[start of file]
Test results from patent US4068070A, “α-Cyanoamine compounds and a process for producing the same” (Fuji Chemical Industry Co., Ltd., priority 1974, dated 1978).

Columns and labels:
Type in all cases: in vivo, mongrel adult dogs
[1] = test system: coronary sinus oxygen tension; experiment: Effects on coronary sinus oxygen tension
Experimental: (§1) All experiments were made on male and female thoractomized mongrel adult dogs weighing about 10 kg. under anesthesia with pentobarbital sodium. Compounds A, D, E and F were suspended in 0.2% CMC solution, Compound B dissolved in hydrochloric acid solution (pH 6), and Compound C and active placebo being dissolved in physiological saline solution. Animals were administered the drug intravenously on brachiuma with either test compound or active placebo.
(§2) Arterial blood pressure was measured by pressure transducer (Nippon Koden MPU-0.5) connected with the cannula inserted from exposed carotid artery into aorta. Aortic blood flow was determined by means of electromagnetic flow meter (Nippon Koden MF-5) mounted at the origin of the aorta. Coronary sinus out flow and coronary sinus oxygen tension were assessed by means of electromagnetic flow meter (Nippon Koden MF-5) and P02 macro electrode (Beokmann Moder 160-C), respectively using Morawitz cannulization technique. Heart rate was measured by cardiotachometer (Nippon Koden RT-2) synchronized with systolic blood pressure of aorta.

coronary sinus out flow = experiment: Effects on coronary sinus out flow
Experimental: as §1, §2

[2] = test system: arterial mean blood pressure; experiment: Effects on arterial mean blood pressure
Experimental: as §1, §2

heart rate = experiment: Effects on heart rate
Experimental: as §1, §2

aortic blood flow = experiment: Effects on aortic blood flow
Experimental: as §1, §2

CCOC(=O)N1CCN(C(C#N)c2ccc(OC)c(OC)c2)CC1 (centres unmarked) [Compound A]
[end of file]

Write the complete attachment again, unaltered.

Test results from patent US4068070A, “α-Cyanoamine compounds and a process for producing the same” (Fuji Chemical Industry Co., Ltd., priority 1974, dated 1978).

Columns and labels:
Type in all cases: in vivo, mongrel adult dogs
[1] = test system: coronary sinus oxygen tension; experiment: Effects on coronary sinus oxygen tension
Experimental: (§1) All experiments were made on male and female thoractomized mongrel adult dogs weighing about 10 kg. under anesthesia with pentobarbital sodium. Compounds A, D, E and F were suspended in 0.2% CMC solution, Compound B dissolved in hydrochloric acid solution (pH 6), and Compound C and active placebo being dissolved in physiological saline solution. Animals were administered the drug intravenously on brachiuma with either test compound or active placebo.
(§2) Arterial blood pressure was measured by pressure transducer (Nippon Koden MPU-0.5) connected with the cannula inserted from exposed carotid artery into aorta. Aortic blood flow was determined by means of electromagnetic flow meter (Nippon Koden MF-5) mounted at the origin of the aorta. Coronary sinus out flow and coronary sinus oxygen tension were assessed by means of electromagnetic flow meter (Nippon Koden MF-5) and P02 macro electrode (Beokmann Moder 160-C), respectively using Morawitz cannulization technique. Heart rate was measured by cardiotachometer (Nippon Koden RT-2) synchronized with systolic blood pressure of aorta.

coronary sinus out flow = experiment: Effects on coronary sinus out flow
Experimental: as §1, §2

[2] = test system: arterial mean blood pressure; experiment: Effects on arterial mean blood pressure
Experimental: as §1, §2

heart rate = experiment: Effects on heart rate
Experimental: as §1, §2

aortic blood flow = experiment: Effects on aortic blood flow
Experimental: as §1, §2

CCOC(=O)N1CCN(C(C#N)c2ccc(OC)c(OC)c2)CC1 (centres unmarked) [Compound A]